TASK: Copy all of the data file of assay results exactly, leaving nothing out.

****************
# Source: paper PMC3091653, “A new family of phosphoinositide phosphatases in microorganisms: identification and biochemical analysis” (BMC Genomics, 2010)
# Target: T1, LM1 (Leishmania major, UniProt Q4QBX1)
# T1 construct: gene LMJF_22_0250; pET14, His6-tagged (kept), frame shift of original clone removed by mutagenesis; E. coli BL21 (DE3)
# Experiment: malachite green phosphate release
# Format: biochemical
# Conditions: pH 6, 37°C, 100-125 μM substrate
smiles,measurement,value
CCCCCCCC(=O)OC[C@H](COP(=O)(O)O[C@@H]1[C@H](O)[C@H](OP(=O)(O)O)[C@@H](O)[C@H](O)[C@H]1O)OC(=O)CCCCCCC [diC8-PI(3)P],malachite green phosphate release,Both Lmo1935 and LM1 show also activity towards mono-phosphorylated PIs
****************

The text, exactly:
# Source: paper PMC3091653, “A new family of phosphoinositide phosphatases in microorganisms: identification and biochemical analysis” (BMC Genomics, 2010)
# Target: T1, LM1 (Leishmania major, UniProt Q4QBX1)
# T1 construct: gene LMJF_22_0250; pET14, His6-tagged (kept), frame shift of original clone removed by mutagenesis; E. coli BL21 (DE3)
# Experiment: malachite green phosphate release
# Format: biochemical
# Conditions: pH 6, 37°C, 100-125 μM substrate
smiles,measurement,value
CCCCCCCC(=O)OC[C@H](COP(=O)(O)O[C@@H]1[C@H](O)[C@H](OP(=O)(O)O)[C@@H](O)[C@H](O)[C@H]1O)OC(=O)CCCCCCC [diC8-PI(3)P],malachite green phosphate release,Both Lmo1935 and LM1 show also activity towards mono-phosphorylated PIs